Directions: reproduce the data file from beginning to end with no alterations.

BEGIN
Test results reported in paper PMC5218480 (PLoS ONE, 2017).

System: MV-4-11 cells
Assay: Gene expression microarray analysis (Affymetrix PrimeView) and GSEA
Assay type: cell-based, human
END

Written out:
Test results reported in paper PMC5218480 (PLoS ONE, 2017).

System: MV-4-11 cells
Assay: Gene expression microarray analysis (Affymetrix PrimeView) and GSEA
Assay type: cell-based, human